Ian Bicking: the old part of his blog

Re: Distributed vs. Centralized Version Control

I don't think current centralized SCMs can accomodate large numbers of development branches. The problem comes when mainline development activity is merged into those branches to produce a more up-to-date branch. In CVS and svn, such a merge duplicates the mainline changes--even changes to unmodified files--into the back-end storage system. So, a hundred actively maintained development branches means your mainline development is consuming a hundred times as much space. I've brought up cleverer ways of representing big merges in Subversion, but there hasn't been a whole lot of interest so far. For the most part, projects seem happy storing patches in an issue-tracking system to represent small changes--not a very elegant solution, but one which eliminates 95% of the efficiency problem with branches.

The distributed SCM answer is to use a hundred times as many hard drives to hold the data. That works fine, but the perception of distributed functionality as an anti-feature is not unique to you: other projects, like gcc, would much rather see development go on "in the open" in the central repository, rather than off to the side where it's harder to find.

Comment on Distributed vs. Centralized Version Control
by Greg Hudson


I just stumbled across this thread again, and noticed that something appears to have gone uncorrected here. Subversion does do branching cheaply. The whole tree is not copied into the branch: subversion internally stores what amounts to a symbolic link.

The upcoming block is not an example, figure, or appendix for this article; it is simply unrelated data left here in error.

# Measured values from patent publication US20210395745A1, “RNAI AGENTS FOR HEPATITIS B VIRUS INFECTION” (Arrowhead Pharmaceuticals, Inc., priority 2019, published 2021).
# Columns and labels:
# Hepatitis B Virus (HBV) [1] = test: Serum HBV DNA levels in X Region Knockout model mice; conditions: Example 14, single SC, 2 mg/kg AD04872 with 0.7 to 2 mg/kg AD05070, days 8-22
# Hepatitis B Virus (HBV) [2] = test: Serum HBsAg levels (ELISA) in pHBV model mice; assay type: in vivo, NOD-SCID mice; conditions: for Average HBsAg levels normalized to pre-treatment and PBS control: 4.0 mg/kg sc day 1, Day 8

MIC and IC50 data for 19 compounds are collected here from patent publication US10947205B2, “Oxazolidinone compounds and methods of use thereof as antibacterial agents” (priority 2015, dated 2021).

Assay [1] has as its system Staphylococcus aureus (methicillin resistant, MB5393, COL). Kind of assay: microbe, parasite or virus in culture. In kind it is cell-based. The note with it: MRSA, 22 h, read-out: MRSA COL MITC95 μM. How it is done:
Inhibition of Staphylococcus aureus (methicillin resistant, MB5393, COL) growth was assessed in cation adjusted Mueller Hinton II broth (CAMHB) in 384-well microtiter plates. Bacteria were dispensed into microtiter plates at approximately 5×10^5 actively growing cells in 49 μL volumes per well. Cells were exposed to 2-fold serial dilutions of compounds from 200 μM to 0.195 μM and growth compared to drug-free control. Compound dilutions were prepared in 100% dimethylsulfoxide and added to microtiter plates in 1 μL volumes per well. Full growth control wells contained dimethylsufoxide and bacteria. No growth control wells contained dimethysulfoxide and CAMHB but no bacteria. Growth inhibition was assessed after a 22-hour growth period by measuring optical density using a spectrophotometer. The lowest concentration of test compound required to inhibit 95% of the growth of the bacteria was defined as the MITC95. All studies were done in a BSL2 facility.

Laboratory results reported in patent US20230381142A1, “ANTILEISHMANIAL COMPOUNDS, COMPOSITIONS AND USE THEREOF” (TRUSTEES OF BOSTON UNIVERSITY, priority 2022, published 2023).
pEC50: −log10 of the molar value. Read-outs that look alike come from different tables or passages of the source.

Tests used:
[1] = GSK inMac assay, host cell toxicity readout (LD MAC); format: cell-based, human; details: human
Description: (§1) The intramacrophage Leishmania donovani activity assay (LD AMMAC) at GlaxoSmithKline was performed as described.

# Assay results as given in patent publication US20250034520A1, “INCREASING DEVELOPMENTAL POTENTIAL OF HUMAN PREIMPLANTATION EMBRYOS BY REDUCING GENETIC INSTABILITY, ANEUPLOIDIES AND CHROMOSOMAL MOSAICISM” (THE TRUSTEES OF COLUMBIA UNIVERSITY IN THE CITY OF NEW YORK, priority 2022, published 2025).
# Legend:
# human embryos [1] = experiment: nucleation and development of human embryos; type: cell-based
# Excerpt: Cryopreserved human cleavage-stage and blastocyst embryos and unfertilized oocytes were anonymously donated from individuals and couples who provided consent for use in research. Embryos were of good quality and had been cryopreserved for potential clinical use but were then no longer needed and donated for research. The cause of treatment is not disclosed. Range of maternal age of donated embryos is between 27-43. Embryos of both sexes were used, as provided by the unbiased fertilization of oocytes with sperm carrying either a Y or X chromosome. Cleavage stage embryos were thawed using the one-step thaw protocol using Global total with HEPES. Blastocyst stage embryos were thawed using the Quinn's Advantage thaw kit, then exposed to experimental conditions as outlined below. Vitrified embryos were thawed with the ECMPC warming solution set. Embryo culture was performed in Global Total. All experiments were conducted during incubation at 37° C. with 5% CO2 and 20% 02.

It may be the case that if you check out from the top of the tree, you'll get multiple copies of the files. I'm just pointing out how the repository itself works. (This is all described in the svn book.)

# Kevin Dangoor

I don't think that's the duplication Greg is talking about. What's he's referring to is this sequence:

  1. Branch trunk -> foo (cheap, no dup files)
  2. hack hack hack on trunk (modify 20 files)
  3. Merge trunk changes to foo (oops)

At stage 3, we've now got 20 modified files in foo, for which we are storing diffs in both the trunk and in foo. Instead, the modified trunk files could be "re-branched". You'd still need a new revision in the branch, obviously, but it would just be with the new pointers. This is probably yet another issue that really needs true branch and merge history tracking.

# Steve Greenland